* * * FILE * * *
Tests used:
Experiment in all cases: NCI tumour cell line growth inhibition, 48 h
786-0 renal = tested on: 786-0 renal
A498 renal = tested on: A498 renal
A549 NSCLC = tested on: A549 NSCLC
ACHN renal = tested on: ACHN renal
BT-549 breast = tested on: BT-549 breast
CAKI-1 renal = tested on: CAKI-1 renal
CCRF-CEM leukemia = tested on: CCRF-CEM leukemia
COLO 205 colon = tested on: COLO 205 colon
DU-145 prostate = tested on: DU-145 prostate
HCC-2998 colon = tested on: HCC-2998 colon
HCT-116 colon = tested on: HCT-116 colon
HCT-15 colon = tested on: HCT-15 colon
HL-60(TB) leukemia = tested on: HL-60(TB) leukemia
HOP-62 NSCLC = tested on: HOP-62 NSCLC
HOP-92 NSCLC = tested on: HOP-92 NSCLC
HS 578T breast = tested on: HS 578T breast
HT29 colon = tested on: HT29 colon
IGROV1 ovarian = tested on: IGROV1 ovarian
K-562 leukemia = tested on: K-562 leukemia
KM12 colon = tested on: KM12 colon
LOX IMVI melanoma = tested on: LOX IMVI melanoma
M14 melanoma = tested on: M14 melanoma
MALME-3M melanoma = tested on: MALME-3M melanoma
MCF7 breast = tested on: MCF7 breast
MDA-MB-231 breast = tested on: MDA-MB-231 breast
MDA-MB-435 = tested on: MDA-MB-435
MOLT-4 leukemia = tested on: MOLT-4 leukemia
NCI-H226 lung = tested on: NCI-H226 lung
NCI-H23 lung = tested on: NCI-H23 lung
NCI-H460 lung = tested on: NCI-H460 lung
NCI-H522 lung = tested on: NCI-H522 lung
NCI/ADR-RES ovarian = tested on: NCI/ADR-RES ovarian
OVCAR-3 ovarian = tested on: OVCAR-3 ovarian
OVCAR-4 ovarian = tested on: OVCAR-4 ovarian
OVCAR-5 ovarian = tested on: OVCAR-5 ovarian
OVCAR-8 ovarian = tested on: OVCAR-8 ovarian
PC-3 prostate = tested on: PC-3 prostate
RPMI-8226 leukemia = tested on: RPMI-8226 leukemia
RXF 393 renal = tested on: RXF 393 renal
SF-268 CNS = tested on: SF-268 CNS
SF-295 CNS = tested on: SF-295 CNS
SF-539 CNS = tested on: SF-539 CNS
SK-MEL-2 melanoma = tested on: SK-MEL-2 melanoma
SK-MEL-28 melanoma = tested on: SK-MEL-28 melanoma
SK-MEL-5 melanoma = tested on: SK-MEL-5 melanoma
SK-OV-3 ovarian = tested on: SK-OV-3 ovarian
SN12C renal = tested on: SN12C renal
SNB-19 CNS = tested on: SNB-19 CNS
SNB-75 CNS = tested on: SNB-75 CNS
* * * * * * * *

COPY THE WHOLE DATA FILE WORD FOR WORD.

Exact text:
Tests used:
Experiment in all cases: NCI tumour cell line growth inhibition, 48 h
786-0 renal = tested on: 786-0 renal
A498 renal = tested on: A498 renal
A549 NSCLC = tested on: A549 NSCLC
ACHN renal = tested on: ACHN renal
BT-549 breast = tested on: BT-549 breast
CAKI-1 renal = tested on: CAKI-1 renal
CCRF-CEM leukemia = tested on: CCRF-CEM leukemia
COLO 205 colon = tested on: COLO 205 colon
DU-145 prostate = tested on: DU-145 prostate
HCC-2998 colon = tested on: HCC-2998 colon
HCT-116 colon = tested on: HCT-116 colon
HCT-15 colon = tested on: HCT-15 colon
HL-60(TB) leukemia = tested on: HL-60(TB) leukemia
HOP-62 NSCLC = tested on: HOP-62 NSCLC
HOP-92 NSCLC = tested on: HOP-92 NSCLC
HS 578T breast = tested on: HS 578T breast
HT29 colon = tested on: HT29 colon
IGROV1 ovarian = tested on: IGROV1 ovarian
K-562 leukemia = tested on: K-562 leukemia
KM12 colon = tested on: KM12 colon
LOX IMVI melanoma = tested on: LOX IMVI melanoma
M14 melanoma = tested on: M14 melanoma
MALME-3M melanoma = tested on: MALME-3M melanoma
MCF7 breast = tested on: MCF7 breast
MDA-MB-231 breast = tested on: MDA-MB-231 breast
MDA-MB-435 = tested on: MDA-MB-435
MOLT-4 leukemia = tested on: MOLT-4 leukemia
NCI-H226 lung = tested on: NCI-H226 lung
NCI-H23 lung = tested on: NCI-H23 lung
NCI-H460 lung = tested on: NCI-H460 lung
NCI-H522 lung = tested on: NCI-H522 lung
NCI/ADR-RES ovarian = tested on: NCI/ADR-RES ovarian
OVCAR-3 ovarian = tested on: OVCAR-3 ovarian
OVCAR-4 ovarian = tested on: OVCAR-4 ovarian
OVCAR-5 ovarian = tested on: OVCAR-5 ovarian
OVCAR-8 ovarian = tested on: OVCAR-8 ovarian
PC-3 prostate = tested on: PC-3 prostate
RPMI-8226 leukemia = tested on: RPMI-8226 leukemia
RXF 393 renal = tested on: RXF 393 renal
SF-268 CNS = tested on: SF-268 CNS
SF-295 CNS = tested on: SF-295 CNS
SF-539 CNS = tested on: SF-539 CNS
SK-MEL-2 melanoma = tested on: SK-MEL-2 melanoma
SK-MEL-28 melanoma = tested on: SK-MEL-28 melanoma
SK-MEL-5 melanoma = tested on: SK-MEL-5 melanoma
SK-OV-3 ovarian = tested on: SK-OV-3 ovarian
SN12C renal = tested on: SN12C renal
SNB-19 CNS = tested on: SNB-19 CNS
SNB-75 CNS = tested on: SNB-75 CNS